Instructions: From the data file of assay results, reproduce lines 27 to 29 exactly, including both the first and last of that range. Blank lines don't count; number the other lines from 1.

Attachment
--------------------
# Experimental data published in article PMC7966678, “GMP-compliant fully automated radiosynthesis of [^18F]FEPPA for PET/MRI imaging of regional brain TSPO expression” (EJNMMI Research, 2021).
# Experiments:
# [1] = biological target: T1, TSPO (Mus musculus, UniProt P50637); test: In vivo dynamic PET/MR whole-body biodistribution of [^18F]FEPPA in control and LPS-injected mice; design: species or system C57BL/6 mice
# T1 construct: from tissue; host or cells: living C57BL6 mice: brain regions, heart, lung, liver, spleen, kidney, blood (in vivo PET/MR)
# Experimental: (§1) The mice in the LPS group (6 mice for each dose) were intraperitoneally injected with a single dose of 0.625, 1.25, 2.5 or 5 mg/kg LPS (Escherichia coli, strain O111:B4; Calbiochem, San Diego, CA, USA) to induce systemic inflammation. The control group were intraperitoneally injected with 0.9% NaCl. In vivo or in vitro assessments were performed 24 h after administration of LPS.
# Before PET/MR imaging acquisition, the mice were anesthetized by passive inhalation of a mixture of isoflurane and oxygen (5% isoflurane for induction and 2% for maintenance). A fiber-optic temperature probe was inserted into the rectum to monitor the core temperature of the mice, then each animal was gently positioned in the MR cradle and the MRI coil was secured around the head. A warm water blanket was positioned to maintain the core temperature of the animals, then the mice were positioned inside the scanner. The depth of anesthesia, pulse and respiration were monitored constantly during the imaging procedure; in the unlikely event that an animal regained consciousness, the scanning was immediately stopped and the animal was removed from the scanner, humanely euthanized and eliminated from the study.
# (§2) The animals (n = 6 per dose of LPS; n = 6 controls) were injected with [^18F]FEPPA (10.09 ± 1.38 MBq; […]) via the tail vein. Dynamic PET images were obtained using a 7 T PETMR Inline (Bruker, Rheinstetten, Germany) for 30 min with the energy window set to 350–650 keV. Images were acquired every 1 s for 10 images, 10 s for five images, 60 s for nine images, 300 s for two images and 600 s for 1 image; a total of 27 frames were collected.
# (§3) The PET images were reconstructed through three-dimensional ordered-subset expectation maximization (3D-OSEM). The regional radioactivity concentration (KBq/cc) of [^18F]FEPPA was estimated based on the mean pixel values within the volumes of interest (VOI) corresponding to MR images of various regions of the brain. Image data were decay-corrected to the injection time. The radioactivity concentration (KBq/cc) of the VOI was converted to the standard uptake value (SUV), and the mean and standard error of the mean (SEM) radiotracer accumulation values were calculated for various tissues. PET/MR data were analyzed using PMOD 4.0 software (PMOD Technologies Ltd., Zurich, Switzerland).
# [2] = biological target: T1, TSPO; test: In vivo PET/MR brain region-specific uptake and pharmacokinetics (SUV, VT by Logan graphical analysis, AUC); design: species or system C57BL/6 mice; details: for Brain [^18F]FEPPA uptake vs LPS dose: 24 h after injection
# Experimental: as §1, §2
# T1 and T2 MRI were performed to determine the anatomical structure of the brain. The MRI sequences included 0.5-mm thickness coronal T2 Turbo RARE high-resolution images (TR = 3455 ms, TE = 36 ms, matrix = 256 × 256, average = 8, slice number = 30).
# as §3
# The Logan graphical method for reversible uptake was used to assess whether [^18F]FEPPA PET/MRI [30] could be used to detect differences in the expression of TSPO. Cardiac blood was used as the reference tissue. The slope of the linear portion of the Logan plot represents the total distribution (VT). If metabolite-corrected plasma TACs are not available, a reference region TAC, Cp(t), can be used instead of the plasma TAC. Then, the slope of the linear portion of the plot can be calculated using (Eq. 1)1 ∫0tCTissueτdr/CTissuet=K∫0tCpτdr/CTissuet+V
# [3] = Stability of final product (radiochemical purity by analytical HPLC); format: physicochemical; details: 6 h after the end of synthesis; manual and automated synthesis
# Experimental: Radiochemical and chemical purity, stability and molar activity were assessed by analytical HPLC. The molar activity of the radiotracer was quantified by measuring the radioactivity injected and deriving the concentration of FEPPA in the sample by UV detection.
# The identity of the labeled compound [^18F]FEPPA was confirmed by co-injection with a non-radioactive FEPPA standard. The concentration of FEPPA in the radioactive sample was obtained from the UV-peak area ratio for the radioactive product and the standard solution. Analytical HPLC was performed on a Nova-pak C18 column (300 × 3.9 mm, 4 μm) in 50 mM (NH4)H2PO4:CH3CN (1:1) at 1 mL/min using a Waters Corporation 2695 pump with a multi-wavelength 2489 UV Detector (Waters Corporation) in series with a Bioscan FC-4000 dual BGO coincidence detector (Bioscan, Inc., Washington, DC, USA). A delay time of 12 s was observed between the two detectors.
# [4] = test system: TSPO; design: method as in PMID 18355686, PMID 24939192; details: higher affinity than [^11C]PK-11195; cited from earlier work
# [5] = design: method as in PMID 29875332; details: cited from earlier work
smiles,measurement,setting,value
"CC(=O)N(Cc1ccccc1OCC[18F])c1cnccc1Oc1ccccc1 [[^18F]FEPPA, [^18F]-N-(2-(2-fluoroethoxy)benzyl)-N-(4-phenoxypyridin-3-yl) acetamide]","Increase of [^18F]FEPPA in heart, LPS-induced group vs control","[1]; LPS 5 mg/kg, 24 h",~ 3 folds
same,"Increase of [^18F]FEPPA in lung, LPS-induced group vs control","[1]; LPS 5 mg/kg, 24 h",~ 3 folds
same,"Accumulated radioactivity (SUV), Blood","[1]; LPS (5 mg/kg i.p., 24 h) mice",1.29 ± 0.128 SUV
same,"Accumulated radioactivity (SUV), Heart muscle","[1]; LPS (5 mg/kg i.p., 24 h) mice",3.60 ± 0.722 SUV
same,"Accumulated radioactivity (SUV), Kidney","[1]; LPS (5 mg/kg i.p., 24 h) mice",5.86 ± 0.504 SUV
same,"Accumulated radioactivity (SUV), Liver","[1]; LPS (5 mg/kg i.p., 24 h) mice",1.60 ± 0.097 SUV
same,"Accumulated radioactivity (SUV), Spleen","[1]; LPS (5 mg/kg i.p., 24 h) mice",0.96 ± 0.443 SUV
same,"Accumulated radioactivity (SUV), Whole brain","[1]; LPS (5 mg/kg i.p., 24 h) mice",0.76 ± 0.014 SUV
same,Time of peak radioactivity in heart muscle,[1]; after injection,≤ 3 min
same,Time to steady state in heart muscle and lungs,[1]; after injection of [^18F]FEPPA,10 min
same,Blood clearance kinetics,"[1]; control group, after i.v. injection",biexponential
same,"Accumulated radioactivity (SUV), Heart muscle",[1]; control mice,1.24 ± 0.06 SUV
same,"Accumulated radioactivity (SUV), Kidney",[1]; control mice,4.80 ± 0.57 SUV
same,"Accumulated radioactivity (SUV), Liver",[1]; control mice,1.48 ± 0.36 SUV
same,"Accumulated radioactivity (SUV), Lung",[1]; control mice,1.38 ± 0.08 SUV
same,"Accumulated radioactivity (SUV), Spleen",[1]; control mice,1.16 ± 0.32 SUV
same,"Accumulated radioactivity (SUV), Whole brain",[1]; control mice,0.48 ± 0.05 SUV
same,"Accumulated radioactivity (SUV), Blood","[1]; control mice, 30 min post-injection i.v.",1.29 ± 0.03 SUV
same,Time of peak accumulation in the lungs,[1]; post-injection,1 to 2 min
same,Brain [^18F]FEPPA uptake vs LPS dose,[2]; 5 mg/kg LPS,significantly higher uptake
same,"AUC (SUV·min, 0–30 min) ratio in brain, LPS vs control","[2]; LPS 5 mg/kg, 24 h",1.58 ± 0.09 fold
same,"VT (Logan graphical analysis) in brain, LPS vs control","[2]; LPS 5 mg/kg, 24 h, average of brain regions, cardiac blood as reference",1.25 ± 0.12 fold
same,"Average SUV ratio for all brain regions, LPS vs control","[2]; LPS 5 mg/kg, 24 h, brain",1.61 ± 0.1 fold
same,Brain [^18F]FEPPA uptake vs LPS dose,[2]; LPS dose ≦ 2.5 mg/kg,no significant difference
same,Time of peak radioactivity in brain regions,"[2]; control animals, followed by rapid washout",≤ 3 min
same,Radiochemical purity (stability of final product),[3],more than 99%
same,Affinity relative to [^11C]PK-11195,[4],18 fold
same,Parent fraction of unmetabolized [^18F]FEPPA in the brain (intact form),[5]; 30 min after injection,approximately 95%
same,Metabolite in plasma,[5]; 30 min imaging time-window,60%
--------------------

same,"Accumulated radioactivity (SUV), Whole brain","[1]; LPS (5 mg/kg i.p., 24 h) mice",0.76 ± 0.014 SUV
same,Time of peak radioactivity in heart muscle,[1]; after injection,≤ 3 min
same,Time to steady state in heart muscle and lungs,[1]; after injection of [^18F]FEPPA,10 min